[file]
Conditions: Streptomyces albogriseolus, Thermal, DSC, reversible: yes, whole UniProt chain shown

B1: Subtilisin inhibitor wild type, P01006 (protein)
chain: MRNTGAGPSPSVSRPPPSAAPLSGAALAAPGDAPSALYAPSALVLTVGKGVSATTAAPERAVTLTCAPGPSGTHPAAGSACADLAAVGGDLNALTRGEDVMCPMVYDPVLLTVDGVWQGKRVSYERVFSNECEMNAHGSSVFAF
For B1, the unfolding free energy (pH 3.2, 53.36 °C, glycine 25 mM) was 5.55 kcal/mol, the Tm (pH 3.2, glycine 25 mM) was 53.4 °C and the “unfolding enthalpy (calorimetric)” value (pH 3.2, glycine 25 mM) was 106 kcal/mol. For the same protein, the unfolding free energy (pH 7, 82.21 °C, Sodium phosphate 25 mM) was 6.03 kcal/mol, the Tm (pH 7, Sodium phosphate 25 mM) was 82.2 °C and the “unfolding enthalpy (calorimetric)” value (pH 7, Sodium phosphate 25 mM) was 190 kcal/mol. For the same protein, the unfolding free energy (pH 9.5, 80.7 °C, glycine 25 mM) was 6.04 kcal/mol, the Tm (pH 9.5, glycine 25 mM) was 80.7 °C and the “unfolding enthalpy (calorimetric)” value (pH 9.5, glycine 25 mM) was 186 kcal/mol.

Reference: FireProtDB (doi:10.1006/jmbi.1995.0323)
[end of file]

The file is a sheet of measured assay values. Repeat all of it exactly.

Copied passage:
Conditions: Streptomyces albogriseolus, Thermal, DSC, reversible: yes, whole UniProt chain shown

B1: Subtilisin inhibitor wild type, P01006 (protein)
chain: MRNTGAGPSPSVSRPPPSAAPLSGAALAAPGDAPSALYAPSALVLTVGKGVSATTAAPERAVTLTCAPGPSGTHPAAGSACADLAAVGGDLNALTRGEDVMCPMVYDPVLLTVDGVWQGKRVSYERVFSNECEMNAHGSSVFAF
For B1, the unfolding free energy (pH 3.2, 53.36 °C, glycine 25 mM) was 5.55 kcal/mol, the Tm (pH 3.2, glycine 25 mM) was 53.4 °C and the “unfolding enthalpy (calorimetric)” value (pH 3.2, glycine 25 mM) was 106 kcal/mol. For the same protein, the unfolding free energy (pH 7, 82.21 °C, Sodium phosphate 25 mM) was 6.03 kcal/mol, the Tm (pH 7, Sodium phosphate 25 mM) was 82.2 °C and the “unfolding enthalpy (calorimetric)” value (pH 7, Sodium phosphate 25 mM) was 190 kcal/mol. For the same protein, the unfolding free energy (pH 9.5, 80.7 °C, glycine 25 mM) was 6.04 kcal/mol, the Tm (pH 9.5, glycine 25 mM) was 80.7 °C and the “unfolding enthalpy (calorimetric)” value (pH 9.5, glycine 25 mM) was 186 kcal/mol.

Reference: FireProtDB (doi:10.1006/jmbi.1995.0323)